is this you? Claim your profile.
is this you? Claim your profile.
+ Get 10 Free Contacts a Month
It's free and takes 30 seconds
by David Tilbury, Solicitor, Cropper Parkhill
David: "You can say, 'I appoint my wife as long as she has capacity, but if she doesn't I appoint my children.'" Power of attorney can further be given to two people who operate jointly or otherwise, depending on the donor's wishes. David: "If someone doesn't have immediate family or doesn't trust their family, they often appoint a legal representative as power of attorney along with a family member - they often serve as a calming influence." A power of attorney must be someone you trust implicitly, as they have the legal powers "to clean you out and head to Rio. It may seem daunting to give someone such powers - particularly when you are in fine physical and mental health - but in the case of losing capacity, everyone needs someone to act on their behalf. David: "It is like having an insurance policy - if you have a car accident, fall down the stairs or have a stroke, your life can go on through this person.
Cropper Parkhill Solicitors - Sydney Law Firm - David Tilbury David Tilbury E firstname.lastname@example.org P +61 2 9232 5000 F +61 2 9232 2467 David Tilbury was raised in Armidale where he graduated with a Bachelor of Arts from the University of New England in 1968. After a move to Sydney, David obtained his Bachelor of Laws from the University of Sydney in 1972 and was admitted to practice in the same year. In 2003, David obtained his Trust and Estate practitioner qualification from the Society of Trust Estate Practitioners (STEP) and was elevated to partner in August of 2007. Over nearly 35 years of practice, David has developed extensive expertise in a broad variety of work. He is highly approachable and meticulous in his work, and always seeks to develop a rapport with clients. This is evidenced by the close relationships he has maintained with many long-term clients over these years. On a day to day basis, David handles a broad range of property transactions for families, businesses and developers in residential and commercial conveyancing, development work and associated finance issues. He also has expertise in the minefield of retirement village buying and selling. Small businesses are also ably represented by David who has wide experience in the purchase and sale of businesses, and in dealing with commercial lessors and lessees (particularly in the pharmacy and licensed post office industries). In the areas of personal estate planning, David is a trusted advisor to a number of families, assisting them in the strategic oversight of their wealth planning. He also regularly assists clients with estate documentation, trust administration, deceased estate (probate) administration, and with claims in disputed estates. David is a regular contributor the Pharmacy Guild Bulletin and to the firm's newsletters High Flier, Estate Alert and PharmaLaw. He is also a regular presenter of seminars for the firm's clients, and for channel partners such as accountants and advisors, on property, pharmacy and estate planning related issues. In his spare time, David enjoys all types of sport and when he is not on the tennis court or the golf course he enjoys reading and attending music events.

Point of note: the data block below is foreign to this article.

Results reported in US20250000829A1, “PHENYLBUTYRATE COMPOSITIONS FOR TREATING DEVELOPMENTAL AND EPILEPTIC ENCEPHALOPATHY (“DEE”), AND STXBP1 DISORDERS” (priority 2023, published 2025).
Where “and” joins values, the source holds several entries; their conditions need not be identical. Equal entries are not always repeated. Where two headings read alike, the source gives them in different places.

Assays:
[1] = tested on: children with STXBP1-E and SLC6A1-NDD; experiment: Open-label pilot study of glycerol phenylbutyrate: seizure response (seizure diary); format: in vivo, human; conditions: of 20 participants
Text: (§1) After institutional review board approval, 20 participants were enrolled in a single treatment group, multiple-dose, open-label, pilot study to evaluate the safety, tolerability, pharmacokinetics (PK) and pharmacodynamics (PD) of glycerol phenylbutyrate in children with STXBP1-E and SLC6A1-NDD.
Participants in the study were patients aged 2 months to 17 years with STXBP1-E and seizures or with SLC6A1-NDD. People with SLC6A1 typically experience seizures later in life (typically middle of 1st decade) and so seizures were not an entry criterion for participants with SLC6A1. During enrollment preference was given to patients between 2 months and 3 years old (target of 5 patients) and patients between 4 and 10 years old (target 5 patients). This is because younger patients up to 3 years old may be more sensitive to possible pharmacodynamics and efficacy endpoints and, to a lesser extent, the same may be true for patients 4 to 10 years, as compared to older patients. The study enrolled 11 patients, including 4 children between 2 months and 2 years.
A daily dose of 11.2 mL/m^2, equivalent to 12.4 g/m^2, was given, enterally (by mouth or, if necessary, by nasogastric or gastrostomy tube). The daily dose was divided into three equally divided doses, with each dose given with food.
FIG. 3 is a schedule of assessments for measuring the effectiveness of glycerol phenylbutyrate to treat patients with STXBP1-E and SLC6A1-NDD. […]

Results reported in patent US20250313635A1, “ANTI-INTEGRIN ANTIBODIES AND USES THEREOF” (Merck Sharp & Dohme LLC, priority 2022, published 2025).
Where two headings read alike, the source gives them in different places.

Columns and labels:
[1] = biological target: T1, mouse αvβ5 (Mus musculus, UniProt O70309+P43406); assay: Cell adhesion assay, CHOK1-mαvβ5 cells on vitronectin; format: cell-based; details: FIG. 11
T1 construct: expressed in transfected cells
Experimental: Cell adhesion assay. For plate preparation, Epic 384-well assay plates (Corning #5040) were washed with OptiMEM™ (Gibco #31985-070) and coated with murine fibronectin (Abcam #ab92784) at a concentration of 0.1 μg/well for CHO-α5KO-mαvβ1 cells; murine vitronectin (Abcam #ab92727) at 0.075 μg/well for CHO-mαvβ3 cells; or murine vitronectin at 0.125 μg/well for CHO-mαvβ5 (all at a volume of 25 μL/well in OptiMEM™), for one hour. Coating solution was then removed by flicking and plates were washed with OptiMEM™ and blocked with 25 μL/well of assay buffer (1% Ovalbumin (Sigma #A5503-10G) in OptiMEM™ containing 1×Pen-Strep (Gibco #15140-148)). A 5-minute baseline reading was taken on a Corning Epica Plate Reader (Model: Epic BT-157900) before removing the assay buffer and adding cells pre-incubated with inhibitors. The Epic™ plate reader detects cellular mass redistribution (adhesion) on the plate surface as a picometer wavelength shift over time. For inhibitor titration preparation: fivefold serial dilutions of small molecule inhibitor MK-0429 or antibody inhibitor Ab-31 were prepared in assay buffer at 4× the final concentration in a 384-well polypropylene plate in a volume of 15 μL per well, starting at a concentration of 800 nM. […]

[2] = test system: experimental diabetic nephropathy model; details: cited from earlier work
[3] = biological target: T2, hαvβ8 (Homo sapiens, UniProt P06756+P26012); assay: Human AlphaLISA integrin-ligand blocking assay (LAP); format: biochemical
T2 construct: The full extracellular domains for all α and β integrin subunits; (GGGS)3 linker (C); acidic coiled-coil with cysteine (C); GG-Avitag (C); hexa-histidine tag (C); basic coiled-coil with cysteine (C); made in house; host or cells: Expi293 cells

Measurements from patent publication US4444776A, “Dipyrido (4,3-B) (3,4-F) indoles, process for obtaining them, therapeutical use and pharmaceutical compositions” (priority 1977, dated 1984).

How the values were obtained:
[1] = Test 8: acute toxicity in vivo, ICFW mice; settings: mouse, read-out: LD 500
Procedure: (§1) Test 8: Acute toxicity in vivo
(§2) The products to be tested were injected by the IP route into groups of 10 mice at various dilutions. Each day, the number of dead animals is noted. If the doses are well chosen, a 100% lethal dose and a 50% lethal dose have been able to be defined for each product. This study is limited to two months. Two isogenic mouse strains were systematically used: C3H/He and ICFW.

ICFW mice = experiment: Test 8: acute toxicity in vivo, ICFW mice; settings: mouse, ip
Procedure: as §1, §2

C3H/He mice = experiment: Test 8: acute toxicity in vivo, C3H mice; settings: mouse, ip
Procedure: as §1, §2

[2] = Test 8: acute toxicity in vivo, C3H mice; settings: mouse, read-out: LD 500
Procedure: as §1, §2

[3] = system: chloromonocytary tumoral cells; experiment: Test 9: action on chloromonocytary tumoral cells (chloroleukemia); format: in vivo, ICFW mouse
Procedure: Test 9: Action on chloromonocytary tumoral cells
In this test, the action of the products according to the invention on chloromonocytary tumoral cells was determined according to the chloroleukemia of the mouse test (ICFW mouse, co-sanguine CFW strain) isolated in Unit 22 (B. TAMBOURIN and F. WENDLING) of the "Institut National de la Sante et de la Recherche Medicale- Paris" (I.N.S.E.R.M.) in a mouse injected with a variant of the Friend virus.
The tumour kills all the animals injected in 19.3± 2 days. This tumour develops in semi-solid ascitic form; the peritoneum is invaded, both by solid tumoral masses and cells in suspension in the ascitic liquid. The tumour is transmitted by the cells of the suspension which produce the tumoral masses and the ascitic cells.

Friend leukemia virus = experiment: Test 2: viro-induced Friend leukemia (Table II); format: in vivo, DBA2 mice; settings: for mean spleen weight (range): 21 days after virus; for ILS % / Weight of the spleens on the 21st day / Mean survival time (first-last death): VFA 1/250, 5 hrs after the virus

What have pharmacists got to do with pharmacy medicines? :: David Tilbury : 18/9/2008 : Throughout Australia, medicines that contain substances listed in Schedule 2 of the Poisons Schedule may only be sold by pharmacists (and some other health professionals).
What special requirements exist for pharmacists when selling these "pharmacy medicines"? Unfortunately, there is no single answer for readers across Australia says Cropper Parkhill solicitor David Tilbury in today's AusPharm feature.